Afrikaans singer Steve Hofmeyr, 56, has tested positive for Covid-19. He took to Facebook on Friday evening, saying: “Sorry, everyone. I wanted to test and test until it was negative, but I am positive.”
Earlier on Friday, Hofmeyr posted that he was not feeling well and that he was isolating as if he had the virus while overdosing on bronchitis medication.
“This morning I feel fantastic, but I don’t trust the peace yet. My previous tests said yes and no when I didn’t have it. Will test again now. I think I am more disappointed about the cancelled shows than you are,” he wrote.
After testing positive, he said that he was on every medicine possible, but that it looked like it might be a cause for mercy.
“Most people rub ivermectin on their arms and are better within three days. Doesn’t look like I’ll be that lucky,” the post reads. “Within 48 hours I was down, poor oxygen counts, cold fever, high temperatures, kidney pain, dizziness, coughing.”
The singer said his wife – who is also sick – was looking after him at all hours and that their daughter kept bringing him pills rolled out of clay.
Hofmeyr posted on Facebook earlier in August, referring to group A and group B debating the Covid-19 vaccine, and admitted to believing that there’s a plot.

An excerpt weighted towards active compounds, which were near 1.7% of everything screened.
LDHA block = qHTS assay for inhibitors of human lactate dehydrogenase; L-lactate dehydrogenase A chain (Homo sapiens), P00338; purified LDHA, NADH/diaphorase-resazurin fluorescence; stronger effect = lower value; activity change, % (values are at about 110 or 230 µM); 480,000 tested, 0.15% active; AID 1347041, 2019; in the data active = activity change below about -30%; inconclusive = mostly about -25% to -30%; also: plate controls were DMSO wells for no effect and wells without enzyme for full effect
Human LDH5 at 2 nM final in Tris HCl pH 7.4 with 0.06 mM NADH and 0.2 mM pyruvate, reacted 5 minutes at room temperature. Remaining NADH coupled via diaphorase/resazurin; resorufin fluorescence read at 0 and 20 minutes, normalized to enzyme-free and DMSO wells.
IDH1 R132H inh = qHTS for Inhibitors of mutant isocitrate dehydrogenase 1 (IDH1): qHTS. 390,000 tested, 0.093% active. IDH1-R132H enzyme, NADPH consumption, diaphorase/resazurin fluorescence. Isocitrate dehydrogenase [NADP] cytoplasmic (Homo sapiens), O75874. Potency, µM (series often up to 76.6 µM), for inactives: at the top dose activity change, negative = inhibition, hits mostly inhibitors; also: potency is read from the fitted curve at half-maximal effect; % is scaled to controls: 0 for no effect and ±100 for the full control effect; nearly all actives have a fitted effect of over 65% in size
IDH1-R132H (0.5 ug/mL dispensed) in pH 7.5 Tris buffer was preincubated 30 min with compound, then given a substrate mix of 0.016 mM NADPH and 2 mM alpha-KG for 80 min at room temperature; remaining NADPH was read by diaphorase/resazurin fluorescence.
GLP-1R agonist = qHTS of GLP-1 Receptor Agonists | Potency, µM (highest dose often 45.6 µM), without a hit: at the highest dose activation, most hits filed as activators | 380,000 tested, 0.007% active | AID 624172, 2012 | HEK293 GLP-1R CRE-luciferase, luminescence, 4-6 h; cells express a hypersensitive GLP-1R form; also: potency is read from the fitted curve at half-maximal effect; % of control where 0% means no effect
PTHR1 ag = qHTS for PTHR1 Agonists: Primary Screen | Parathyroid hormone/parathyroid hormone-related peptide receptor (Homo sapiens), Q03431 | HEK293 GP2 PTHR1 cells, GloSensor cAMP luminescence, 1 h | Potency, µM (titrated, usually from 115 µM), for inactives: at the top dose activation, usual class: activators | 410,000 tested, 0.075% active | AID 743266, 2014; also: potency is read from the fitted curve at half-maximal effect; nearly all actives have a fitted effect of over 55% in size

“Not to kill us. Just to make a lot of money and it can give a reckless propaganda a lot of oxygen.”
He has since taken to Twitter, stating that he believes that the Coronavirus exists, but that he also believes that the protocols are a scam. He also said that he takes other medicine in addition to Ivermectin and that once he is “good and ready,” he will take the jab.
1. No, I believe the virus exists.
2. Yes, I believe the protocols are a scam.
3. No, I do not take ONLY ivermectin
4. Yes, I will take the jab, but when I’m good and ready.
Nothing’s changed.— Steve Hofmeyr (@steve_hofmeyr) August 17, 2021
Hofmeyr – who has been hit by financial loss due to Covid-19 and now also the virus itself – said he was probably more disappointed about the cancelled shows than his fans.
This article was originally published on 16 August 2021 and has been updated.